About this project
The British Library’s Georeferencer project is crowdsourcing location data to make a selection of its vast collections of maps fully searchable and viewable using popular online geotechnologies.
Online geographic tools allow historic maps to be viewed alongside modern-day mapping, allowing comparison of the past with the present and enhancing findability. Georeferencing, i.e. assigning points on a map image to corresponding geographical coordinates, links the historic map to its spatial location on the ground using universal geographic standards (latitude / longitude).
The British Library began a project to crowdsource the georeferencing of its scanned historic mapping in 2011 by partnering with Klokan Technologies. This is the sixth release of maps since 2012; over 8,000 maps have already been "placed" by participants and subsequently checked for accuracy and approved for reviewers.
The latest release is the largest yet, with over 50,000 online map images. These maps were identified from amongst the illustrations extracted from books digitised by Microsoft and posted to Flickr Commons as Public Domain images. The task of identifying maps was entirely done by volunteers, via an online campaign with substantial support from Wikimedia UK. The tagging was initiated with a Maps Tag-a-Thon event at the British Library in November 2014, and continued online until completion in January. This latest collection therefore already represents a huge amount of public interaction and input.
The maps in this large release are all from books published in Europe, primarily from the nineteenth century, described here.
Previous releases of maps for georeferencing via BL Georeferencer included:
- the Library’s collection of British and Irish first-edition Chas E Goad Co. fire insurance plans, completed in January 2014, which provides detailed information about buildings, land use and urban design at the at the turn of the twentieth century (1886-1930). This included over 2,500 plans covering 53 towns, cities and ports.
- Two smaller map collections, one related to Britain and the American Civil War, and the other a selection of WWI maps
- Earlier releases included a variety of maps dating from as early as the 16th century up to the twentieth century. Initially, two well-known British collections were released: The Ordnance Surveyors’ Drawings, the Crace Collection of maps of London, followed by selections from King George III’s Topographical Collection and a sampling of maps contained within 16th and 17th century manuscripts.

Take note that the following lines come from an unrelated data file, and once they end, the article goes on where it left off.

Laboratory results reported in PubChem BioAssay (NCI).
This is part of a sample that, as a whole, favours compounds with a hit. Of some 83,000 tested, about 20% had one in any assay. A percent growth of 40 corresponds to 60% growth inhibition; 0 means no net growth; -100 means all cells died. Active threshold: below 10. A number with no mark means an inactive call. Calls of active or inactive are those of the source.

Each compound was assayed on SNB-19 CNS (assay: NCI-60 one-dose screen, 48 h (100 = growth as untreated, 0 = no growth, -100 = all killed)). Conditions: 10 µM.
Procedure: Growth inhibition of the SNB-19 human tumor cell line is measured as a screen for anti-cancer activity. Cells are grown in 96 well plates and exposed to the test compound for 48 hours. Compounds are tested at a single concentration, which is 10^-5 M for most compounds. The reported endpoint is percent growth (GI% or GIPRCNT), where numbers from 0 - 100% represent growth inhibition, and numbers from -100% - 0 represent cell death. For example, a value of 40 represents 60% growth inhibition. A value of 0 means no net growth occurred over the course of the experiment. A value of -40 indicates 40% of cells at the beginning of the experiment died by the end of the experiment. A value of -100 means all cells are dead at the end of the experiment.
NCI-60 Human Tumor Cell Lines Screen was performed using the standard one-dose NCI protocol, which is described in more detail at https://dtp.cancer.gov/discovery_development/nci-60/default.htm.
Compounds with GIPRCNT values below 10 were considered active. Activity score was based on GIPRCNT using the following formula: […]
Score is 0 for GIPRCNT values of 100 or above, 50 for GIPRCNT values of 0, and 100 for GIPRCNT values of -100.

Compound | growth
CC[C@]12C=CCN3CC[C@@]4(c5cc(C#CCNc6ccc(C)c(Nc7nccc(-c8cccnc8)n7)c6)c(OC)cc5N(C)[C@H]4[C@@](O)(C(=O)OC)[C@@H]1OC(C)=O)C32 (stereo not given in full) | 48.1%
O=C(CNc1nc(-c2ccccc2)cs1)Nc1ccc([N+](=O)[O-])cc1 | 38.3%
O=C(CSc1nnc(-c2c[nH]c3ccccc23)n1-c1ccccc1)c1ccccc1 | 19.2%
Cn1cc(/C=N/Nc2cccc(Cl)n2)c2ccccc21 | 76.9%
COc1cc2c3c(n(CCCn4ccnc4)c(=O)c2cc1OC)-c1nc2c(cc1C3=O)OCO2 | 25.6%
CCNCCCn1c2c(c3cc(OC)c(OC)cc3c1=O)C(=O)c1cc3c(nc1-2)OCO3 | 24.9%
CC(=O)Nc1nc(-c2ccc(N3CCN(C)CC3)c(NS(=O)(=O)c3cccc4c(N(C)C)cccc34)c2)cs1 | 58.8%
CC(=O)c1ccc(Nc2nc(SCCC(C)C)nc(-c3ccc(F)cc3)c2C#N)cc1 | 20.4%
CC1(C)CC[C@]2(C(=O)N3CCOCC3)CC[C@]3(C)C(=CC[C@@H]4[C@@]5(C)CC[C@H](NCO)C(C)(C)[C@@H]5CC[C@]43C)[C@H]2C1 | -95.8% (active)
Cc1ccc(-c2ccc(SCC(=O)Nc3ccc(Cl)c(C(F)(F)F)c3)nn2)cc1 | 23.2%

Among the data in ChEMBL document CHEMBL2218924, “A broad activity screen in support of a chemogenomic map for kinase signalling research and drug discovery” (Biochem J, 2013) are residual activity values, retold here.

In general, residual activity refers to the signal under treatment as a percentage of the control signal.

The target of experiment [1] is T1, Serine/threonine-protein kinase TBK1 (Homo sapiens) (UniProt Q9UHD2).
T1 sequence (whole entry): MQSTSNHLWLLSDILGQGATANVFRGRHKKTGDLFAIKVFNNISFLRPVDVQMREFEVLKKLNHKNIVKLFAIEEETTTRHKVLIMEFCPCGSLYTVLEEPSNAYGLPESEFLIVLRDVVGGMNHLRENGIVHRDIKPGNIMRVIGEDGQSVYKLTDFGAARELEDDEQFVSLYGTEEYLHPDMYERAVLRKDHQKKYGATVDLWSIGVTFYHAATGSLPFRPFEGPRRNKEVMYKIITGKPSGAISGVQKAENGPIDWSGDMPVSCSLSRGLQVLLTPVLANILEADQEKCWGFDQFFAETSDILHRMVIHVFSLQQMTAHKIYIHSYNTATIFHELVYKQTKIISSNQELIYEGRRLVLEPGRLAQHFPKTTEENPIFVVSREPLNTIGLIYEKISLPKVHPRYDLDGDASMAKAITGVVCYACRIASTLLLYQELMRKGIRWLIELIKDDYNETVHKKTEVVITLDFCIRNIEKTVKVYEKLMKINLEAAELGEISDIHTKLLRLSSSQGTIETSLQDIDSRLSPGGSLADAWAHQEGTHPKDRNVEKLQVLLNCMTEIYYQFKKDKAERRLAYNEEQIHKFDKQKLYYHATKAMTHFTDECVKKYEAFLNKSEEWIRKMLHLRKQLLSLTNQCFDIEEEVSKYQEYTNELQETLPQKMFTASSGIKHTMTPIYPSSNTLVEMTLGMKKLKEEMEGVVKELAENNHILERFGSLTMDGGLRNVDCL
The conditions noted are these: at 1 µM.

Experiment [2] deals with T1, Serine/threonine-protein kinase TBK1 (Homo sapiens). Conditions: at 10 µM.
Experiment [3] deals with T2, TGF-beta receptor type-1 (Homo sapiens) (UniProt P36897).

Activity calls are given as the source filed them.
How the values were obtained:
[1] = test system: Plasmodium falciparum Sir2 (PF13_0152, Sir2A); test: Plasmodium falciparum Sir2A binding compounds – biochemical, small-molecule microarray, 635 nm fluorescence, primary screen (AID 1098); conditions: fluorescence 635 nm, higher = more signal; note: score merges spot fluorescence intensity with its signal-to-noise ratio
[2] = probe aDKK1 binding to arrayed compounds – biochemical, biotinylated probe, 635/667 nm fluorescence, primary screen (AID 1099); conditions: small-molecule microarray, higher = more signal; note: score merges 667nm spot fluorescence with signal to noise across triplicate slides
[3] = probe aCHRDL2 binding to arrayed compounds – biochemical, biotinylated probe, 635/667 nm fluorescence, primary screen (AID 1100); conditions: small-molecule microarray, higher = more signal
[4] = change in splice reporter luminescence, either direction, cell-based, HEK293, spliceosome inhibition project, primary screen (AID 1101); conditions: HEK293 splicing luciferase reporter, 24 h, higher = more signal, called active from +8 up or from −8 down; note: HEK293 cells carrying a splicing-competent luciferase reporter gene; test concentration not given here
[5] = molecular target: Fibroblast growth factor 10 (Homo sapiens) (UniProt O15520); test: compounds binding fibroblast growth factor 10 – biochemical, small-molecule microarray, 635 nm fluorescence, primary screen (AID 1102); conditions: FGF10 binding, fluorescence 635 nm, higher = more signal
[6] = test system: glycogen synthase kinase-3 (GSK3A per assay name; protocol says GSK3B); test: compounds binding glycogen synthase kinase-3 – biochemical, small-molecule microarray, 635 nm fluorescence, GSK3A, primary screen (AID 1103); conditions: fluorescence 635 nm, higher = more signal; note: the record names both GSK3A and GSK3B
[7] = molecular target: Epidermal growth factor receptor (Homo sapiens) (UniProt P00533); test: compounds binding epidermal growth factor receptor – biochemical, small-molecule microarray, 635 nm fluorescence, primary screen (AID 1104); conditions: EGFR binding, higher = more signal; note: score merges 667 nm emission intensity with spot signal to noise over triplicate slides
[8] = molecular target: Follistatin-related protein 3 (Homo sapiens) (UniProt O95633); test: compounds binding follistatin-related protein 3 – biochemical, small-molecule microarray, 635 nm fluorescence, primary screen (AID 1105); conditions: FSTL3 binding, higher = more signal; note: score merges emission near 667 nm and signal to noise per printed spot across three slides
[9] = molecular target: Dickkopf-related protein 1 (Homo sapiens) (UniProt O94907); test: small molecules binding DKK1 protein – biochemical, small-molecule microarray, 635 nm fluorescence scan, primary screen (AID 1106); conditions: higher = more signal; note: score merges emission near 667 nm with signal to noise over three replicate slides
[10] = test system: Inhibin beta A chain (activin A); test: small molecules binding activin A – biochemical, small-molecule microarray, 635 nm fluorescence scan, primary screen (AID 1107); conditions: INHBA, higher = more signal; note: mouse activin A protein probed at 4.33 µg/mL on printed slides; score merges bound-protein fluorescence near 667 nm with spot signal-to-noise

- Maps of a modern vintage represented the themes of car, rail and air transport, along with topographic and military mapping. This has resulted in a better-rounded, if less orderly, representation of mapping of the UK and other regions of the world.
The history of the georeferencing project can be viewed from the British Library blog posts on BL Georeferencer.
Through georeferencing, the selected map images were spatially enabled, making them geographically searchable and able to be visualised using geospatial tools and combined with other maps online. All georeferenced maps are added to the portal Old Maps Online, which uses a geographic search interface to identify and view historic maps from numerous collections online.
The Library is grateful to all the participants who generously contributed their time. Special thanks are extended to the expert panel of Reviewers, whose work to ensure the high quality of results was substantial. The appointed BL Georeferencer Reviewers are:
Any queries about this project should be directed to email@example.com. To connect with other users of this technology and participate in discussions, join the User Group of our technology supplier, Klokan Technologies, at http://help.georeferencer.com/user-group.
For more information on the initial implementation of the British Library Georeferencer, see
- KC Kowal and P Pridal. “Online georeferencing for libraries: the British Library implementation of Georeferencer for spatial metadata enhancement and public engagement” Journal of Map & Geography Libraries: Advances in Geospatial Information, Collections & Archives, 8:3, 276-289. Online access.
For information about georeferencing in libraries in general, see
- C Fleet, K. Kowal and P. Pridal “Georeferencer: crowdsourced georeferencing for map library collections”. D-Lib Magazine 18(11/12): 2012. doi:10.1045/november2012-fleet Online access.